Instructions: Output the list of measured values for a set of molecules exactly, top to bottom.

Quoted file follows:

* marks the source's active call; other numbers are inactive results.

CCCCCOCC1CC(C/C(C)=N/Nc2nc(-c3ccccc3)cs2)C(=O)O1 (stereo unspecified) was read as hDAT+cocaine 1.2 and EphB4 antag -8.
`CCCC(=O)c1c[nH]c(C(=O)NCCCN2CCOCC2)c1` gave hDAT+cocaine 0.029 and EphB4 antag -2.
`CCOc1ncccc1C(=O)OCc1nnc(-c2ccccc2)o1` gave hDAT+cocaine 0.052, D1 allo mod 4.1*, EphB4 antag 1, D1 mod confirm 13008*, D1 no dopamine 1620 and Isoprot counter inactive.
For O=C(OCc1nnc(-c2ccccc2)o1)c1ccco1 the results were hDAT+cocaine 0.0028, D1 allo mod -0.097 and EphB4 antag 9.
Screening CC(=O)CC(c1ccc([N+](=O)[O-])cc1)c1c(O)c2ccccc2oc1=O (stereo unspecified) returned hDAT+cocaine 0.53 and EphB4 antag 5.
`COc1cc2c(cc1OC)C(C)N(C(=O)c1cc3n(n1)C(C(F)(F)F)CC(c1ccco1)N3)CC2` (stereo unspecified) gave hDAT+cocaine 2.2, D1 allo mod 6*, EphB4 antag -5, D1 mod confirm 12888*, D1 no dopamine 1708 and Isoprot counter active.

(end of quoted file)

* marks the source's active call; other numbers are inactive results.

CCCCCOCC1CC(C/C(C)=N/Nc2nc(-c3ccccc3)cs2)C(=O)O1 (stereo unspecified) was read as hDAT+cocaine 1.2 and EphB4 antag -8.
`CCCC(=O)c1c[nH]c(C(=O)NCCCN2CCOCC2)c1` gave hDAT+cocaine 0.029 and EphB4 antag -2.
`CCOc1ncccc1C(=O)OCc1nnc(-c2ccccc2)o1` gave hDAT+cocaine 0.052, D1 allo mod 4.1*, EphB4 antag 1, D1 mod confirm 13008*, D1 no dopamine 1620 and Isoprot counter inactive.
For O=C(OCc1nnc(-c2ccccc2)o1)c1ccco1 the results were hDAT+cocaine 0.0028, D1 allo mod -0.097 and EphB4 antag 9.
Screening CC(=O)CC(c1ccc([N+](=O)[O-])cc1)c1c(O)c2ccccc2oc1=O (stereo unspecified) returned hDAT+cocaine 0.53 and EphB4 antag 5.
`COc1cc2c(cc1OC)C(C)N(C(=O)c1cc3n(n1)C(C(F)(F)F)CC(c1ccco1)N3)CC2` (stereo unspecified) gave hDAT+cocaine 2.2, D1 allo mod 6*, EphB4 antag -5, D1 mod confirm 12888*, D1 no dopamine 1708 and Isoprot counter active.